[4] “Why Is Masdar City Sustainable?” Pamphlet by Masdar, Revised March 2010




[8] “What is a Cleantech Cluster?” Pamphlet by Masdar, Revision 2, March 2010













[21] “Masdar to be Scaled Down,” by Ben Watts for Build Green magazine











  1. Masdar City is a very ambitious build but the Abu-Dhabi government have already started building and it will be finished in the year 2018

  2. I agree it is a very ambitious development that is underway. The University is complete (I was lucky to be able to visit) and Masdar HQ is out for tender (it may have been awarded by now, actually). However because of unforeseen difficulties, I do not believe it will be finished by 2018. The Masdar Holding Company has repeatedly announced that completion has been pushed back to between 2020 and 2025 for full build out. Phase I may be finished by 2018, but I think that full build out will not be completed until later.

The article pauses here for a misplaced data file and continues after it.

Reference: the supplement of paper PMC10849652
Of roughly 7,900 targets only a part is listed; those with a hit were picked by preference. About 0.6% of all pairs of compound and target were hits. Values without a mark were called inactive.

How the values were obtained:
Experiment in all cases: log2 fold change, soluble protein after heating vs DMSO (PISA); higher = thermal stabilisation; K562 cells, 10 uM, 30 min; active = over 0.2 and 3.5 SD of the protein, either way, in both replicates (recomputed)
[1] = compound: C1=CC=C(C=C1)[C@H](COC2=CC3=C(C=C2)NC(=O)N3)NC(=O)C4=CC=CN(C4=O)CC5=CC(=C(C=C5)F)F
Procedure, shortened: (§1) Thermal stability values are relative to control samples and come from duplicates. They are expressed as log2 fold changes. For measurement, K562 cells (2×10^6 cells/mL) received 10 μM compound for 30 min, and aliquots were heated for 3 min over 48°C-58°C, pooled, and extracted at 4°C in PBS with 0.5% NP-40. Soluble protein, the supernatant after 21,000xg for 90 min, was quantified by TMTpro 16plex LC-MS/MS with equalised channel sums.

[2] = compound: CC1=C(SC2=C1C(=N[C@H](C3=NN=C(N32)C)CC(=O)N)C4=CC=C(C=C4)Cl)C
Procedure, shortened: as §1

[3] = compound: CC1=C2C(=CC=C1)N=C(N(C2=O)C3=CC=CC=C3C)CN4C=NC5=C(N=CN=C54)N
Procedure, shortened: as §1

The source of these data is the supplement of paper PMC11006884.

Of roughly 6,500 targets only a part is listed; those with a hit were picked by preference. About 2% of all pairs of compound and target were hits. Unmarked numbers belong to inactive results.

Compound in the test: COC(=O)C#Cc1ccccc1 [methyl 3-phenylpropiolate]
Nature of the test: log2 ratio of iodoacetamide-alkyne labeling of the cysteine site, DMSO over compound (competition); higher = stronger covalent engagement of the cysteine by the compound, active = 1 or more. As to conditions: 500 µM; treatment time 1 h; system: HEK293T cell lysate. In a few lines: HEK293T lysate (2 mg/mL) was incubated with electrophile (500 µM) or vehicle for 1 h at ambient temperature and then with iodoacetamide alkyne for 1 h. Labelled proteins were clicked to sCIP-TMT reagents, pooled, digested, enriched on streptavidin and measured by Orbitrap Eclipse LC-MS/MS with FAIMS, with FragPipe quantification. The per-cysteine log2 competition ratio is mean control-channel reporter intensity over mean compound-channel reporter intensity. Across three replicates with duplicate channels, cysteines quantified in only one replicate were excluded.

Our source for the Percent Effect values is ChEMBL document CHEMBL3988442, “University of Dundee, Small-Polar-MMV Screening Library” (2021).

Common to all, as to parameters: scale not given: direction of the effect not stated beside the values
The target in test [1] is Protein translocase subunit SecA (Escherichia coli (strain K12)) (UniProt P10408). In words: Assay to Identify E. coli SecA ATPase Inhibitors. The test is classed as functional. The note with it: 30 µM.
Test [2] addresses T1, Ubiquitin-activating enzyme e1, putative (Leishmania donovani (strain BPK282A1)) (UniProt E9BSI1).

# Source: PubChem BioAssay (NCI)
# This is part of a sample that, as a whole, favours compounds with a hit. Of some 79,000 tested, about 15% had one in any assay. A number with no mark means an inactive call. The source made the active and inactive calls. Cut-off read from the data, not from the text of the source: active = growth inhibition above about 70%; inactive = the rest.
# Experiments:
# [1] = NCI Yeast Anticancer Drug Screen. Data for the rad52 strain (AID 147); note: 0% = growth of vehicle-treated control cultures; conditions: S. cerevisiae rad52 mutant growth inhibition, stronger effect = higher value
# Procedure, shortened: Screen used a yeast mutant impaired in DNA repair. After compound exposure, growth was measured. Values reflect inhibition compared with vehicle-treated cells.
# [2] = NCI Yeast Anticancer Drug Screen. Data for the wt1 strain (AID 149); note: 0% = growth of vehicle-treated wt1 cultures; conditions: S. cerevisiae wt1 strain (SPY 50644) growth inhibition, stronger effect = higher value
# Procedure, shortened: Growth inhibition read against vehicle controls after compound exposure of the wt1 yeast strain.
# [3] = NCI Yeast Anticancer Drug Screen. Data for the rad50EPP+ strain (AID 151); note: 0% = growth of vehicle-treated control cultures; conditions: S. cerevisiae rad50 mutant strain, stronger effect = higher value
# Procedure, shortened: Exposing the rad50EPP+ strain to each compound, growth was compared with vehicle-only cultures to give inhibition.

3. Anybody who had a modicum of international construction experience (this excluded the Masdar Project Manager, a recently graduated Emirati)who was involved in the early planning and procurement for Masdar sadly knew it was pie-in-the-sky.

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  9. Hello Everybody,
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    4. Amount in request………..